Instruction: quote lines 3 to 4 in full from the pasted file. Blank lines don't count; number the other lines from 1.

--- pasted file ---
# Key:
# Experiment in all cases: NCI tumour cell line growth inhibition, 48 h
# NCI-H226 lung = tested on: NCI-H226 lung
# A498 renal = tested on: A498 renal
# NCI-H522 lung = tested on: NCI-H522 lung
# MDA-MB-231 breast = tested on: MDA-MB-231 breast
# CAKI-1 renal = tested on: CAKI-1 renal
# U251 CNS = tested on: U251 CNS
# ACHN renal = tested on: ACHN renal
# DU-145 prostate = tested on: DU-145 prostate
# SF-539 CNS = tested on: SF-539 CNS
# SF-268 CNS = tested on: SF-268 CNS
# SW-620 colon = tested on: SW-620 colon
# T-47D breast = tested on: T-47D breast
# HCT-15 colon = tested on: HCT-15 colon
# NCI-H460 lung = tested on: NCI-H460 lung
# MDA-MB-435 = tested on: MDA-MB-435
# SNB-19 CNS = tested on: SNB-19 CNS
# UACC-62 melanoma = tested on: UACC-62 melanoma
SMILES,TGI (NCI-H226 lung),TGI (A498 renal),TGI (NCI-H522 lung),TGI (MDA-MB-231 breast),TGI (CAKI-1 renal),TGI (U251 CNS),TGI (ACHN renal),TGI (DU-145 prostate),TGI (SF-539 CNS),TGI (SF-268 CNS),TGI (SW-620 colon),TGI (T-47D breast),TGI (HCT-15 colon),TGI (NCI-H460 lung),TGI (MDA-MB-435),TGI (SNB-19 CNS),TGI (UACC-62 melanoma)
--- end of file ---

# NCI-H226 lung = tested on: NCI-H226 lung
# A498 renal = tested on: A498 renal